‘Well, perhaps it’s cultural thing,’ I say. ‘Once, my parents called me into the front room, “Quick, come, quick!” they yelled in a whisper and so I went running in and they were both looking out of the window. Then they made out like they were all deflated and disappointed. “You missed it!” they said. And I said, “What? What did I miss?” and I really had no idea what they’d seen which made the whole thing even more thrilling. “The sleigh!” they said, and my goosepimples rose as my mouth dropped open − I remember that exact feeling. “And all the reindeer.” My dad pointed up to the sky. “It just flew by.”’
My husband has stopped eating and is looking at me like he is hanging off my every word.
‘Really?’ he says.
‘Yes,’ I say. ‘I can remember feeling like something magical had happened.’
He looks just beyond me, the way he did when he was remembering his tiny Christmas tree all that time ago. After a moment or two he picks up his fork and starts eating again, but he is still looking past me and every so often he shakes his head as if he is having a conversation with himself about what I’ve just said.
I smirk. ‘I guess it does seem strange, you know, to make kids excited like that. What does it teach them, really?’
‘Yeah,’ he says, still chewing. ‘Yeah.’
I turn back to the TV. People are smiling as they produce plates of party food and place them on a table thick with holly and silver balls. I sigh because I’ll have to let all of this go over my head for the next six weeks. A woman in a paper crown steals a sausage roll from the table. Sleighbells shake in the background and I wonder if the producers have considered the fact that holly is poisonous. They shouldn’t put it so close to the food, really. The news comes on.
‘It’s six already,’ I say, turning back to him. ‘Are your scrubs still in the dryer?’
He has stopped eating again and is looking right at me.
‘Are you okay?’ I say.
He puts his hand over mine. ‘You know,’ he says, ‘I don’t think I believe in it.’
‘What?’ I say.
‘In Santa,’ he says. ‘I don’t think I believe it really happens.’ He casts his eyes down and frowns.
‘That what really happens?’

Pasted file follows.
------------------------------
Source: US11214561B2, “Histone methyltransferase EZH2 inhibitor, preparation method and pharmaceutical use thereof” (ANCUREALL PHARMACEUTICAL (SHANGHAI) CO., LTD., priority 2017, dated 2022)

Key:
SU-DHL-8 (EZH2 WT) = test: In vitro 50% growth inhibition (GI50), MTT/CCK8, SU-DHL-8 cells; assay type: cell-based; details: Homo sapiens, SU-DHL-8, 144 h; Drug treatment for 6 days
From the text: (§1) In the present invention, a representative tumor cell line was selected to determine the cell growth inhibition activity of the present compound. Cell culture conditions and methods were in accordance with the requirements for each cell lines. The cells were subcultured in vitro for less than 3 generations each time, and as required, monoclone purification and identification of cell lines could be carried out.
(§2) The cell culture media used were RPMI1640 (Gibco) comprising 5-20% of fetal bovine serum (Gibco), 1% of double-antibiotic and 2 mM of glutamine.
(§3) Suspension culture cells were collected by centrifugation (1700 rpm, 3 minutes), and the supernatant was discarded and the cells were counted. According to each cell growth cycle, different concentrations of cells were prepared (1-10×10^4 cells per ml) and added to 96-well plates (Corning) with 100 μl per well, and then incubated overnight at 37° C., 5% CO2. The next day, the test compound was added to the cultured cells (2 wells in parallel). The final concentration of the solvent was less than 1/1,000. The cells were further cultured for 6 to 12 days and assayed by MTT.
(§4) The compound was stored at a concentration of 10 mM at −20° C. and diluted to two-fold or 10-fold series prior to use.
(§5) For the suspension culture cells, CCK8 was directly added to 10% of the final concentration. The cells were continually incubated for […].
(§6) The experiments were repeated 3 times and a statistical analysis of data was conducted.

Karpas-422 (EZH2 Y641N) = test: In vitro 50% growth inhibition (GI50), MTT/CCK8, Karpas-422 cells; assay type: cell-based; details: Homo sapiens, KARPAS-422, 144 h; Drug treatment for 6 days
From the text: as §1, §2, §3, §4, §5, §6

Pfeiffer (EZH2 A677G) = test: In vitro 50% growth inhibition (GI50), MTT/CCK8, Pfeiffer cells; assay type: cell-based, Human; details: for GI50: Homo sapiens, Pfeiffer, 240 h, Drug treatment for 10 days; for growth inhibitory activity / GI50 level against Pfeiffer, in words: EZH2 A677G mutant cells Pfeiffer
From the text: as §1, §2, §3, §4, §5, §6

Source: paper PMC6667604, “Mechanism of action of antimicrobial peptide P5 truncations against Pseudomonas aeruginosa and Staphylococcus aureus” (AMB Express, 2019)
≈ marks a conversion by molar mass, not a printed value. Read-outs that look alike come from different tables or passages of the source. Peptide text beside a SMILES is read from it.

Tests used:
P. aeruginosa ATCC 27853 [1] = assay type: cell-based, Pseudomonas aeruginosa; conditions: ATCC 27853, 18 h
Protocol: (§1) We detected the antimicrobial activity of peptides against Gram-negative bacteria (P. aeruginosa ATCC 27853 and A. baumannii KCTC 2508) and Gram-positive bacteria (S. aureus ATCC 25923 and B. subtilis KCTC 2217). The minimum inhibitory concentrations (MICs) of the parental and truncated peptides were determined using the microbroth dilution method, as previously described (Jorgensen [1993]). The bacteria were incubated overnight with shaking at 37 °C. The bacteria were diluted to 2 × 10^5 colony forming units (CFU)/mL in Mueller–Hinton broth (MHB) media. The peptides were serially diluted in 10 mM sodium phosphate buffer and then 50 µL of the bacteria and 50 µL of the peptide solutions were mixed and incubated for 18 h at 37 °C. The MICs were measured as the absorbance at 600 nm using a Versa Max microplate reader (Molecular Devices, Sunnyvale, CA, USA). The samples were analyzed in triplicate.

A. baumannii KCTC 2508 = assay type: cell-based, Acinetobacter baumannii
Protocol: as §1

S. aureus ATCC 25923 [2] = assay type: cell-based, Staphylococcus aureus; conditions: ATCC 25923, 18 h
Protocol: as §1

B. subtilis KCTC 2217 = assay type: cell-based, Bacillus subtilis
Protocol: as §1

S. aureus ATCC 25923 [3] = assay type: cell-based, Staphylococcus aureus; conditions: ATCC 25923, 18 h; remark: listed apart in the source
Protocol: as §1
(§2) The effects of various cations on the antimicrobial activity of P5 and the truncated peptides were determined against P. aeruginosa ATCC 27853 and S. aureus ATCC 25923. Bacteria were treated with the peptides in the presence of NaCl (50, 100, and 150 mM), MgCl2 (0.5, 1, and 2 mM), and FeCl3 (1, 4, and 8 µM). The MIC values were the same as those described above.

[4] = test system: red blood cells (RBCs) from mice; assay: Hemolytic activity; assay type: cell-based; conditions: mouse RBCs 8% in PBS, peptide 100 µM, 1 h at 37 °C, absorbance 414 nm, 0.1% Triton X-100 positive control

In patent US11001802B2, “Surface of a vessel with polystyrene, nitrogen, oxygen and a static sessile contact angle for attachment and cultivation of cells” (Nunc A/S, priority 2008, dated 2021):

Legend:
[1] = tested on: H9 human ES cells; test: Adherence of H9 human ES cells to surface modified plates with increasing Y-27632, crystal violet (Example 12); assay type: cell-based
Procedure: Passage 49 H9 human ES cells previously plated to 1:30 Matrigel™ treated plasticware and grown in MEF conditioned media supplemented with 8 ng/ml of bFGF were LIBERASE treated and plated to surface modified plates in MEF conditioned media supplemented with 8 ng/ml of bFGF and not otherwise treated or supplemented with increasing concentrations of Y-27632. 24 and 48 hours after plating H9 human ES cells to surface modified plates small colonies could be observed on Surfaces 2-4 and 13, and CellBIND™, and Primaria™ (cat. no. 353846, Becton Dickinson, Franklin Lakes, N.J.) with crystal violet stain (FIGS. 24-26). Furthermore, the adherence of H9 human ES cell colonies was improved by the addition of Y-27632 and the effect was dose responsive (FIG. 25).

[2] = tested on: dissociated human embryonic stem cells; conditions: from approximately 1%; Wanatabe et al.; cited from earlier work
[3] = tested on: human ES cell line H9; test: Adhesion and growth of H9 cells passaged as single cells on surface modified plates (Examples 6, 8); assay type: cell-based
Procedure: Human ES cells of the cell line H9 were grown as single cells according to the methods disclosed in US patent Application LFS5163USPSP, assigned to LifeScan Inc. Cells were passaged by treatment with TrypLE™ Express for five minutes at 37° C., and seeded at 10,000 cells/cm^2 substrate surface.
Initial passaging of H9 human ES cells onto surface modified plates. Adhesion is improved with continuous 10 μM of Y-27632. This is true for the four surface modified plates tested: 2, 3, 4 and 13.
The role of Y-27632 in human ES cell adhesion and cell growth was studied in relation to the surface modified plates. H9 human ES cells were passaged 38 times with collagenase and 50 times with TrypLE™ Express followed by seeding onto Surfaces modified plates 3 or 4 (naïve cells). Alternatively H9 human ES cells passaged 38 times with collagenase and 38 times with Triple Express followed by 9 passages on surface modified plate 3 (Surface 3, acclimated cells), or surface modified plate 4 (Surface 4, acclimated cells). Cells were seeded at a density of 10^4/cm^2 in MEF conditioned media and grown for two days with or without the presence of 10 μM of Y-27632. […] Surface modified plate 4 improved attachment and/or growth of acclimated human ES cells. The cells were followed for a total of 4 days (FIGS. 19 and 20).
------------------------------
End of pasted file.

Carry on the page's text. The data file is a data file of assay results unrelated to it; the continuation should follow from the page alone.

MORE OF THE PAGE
‘That he delivers presents. I don’t think it’s true.’
I squint at him for a moment before I say, ‘Are you kidding me?’
‘I’m sorry,’ he says, withdrawing his hand.
‘You’re not kidding, are you?’
‘I’m sorry, love.’
‘But,’ I say, laughing slightly, ‘darling, you’re forty years old.’
‘Yes, I know,’ he says. ‘It’s just that, I used to sit up and wait for him but he never brought me anything, so… Then I guess I got too old. I’m too old now. Like you said.’ He readjusts his shoulders, cracks his knuckles, avoids my stare. ‘I’m too old.’
I’m still staring but I’m not laughing anymore.
‘I used to think that it was like a lottery,’ he says. ‘Only certain kids got lucky.’
My left eye picks up the quiver on his top lip. His hands hold each other in his lap and he is gazing at his plate.
‘My scrubs are still in the dryer,’ he says. ‘I’ll give them another blast just before seven so they are warm when I put them on.’
I swallow and reach for his hands in his lap, under the table. ‘You know, I don’t think my parents lied to me about the sleigh,’ I say.
He lifts his eyes to mine.
‘They wanted to be kind to me. It’s not kind to lie.’
He nods for a moment, then: ‘But did you ever see him?’ he says.
‘Did he bring you presents?’
‘Well… yes,’ I say. ‘Every year. Without fail.’
‘Really?’ he says, breaking into a grin. ‘Really?’ he says again. ‘That’s nice. That’s nice that he brought you presents. Wow,’ he says. ‘Did he really?’
‘Yes,’ I say.
And I’m not lying. He did bring me presents. That was the truth for my child self and now I am sharing this old truth with my husband. He is still grinning like he’s genuinely happy about that and it seizes my heart to imagine those same teeth, in his younger, smaller mouth, holding tightly to quiet breaths as he sat on his bed in the dark, waiting for Santa. ‘I don’t believe you’re too old,’ I say.
He takes his plate and starts to stand up. The moment is gone but his grin is still there, and I’m already thinking about my Christmas stocking up in the loft somewhere and that I will buy that advent calendar, in fact I’ll buy two.
‘I’m serious,’ I say. ‘Maybe he’ll come this year, you know?’ And he is already in the kitchen now so I say to myself, ‘Maybe he’ll come while you’re at work.’